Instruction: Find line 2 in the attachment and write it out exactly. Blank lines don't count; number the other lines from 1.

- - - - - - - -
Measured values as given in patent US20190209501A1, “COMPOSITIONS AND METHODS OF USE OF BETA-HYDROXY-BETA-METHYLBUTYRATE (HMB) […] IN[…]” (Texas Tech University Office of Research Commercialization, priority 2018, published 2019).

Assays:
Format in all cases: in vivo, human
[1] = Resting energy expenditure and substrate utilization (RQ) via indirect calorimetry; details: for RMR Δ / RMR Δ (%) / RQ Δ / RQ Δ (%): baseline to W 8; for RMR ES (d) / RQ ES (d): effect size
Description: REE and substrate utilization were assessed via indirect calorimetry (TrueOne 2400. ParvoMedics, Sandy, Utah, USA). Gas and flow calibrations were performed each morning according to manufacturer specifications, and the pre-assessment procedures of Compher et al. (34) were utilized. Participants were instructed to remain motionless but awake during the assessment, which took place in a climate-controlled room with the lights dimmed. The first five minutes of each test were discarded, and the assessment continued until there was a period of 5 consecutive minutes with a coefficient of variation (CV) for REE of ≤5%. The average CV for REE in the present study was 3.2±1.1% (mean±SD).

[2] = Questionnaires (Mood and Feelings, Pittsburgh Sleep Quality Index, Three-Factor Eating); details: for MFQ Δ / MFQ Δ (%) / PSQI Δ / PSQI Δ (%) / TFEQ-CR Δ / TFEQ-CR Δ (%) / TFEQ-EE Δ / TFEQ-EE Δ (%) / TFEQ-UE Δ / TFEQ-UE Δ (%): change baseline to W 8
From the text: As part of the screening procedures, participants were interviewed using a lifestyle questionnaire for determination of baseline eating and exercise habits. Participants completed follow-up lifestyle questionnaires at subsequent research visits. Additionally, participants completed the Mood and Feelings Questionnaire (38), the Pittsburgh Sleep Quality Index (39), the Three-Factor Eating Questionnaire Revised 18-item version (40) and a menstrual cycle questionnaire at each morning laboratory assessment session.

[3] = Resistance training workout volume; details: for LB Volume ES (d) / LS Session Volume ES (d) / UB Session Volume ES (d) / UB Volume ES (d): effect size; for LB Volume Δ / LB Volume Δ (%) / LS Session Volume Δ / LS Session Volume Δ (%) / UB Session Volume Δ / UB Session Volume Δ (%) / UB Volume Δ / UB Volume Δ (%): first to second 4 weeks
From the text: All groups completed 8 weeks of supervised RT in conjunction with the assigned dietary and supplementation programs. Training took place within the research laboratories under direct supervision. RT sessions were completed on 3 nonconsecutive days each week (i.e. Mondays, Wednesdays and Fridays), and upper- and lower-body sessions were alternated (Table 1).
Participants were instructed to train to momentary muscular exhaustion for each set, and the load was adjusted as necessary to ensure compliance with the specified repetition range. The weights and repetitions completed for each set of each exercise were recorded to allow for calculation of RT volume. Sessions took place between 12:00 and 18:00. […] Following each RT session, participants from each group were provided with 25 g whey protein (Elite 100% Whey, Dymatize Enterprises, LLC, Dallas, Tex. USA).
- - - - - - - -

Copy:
Assays: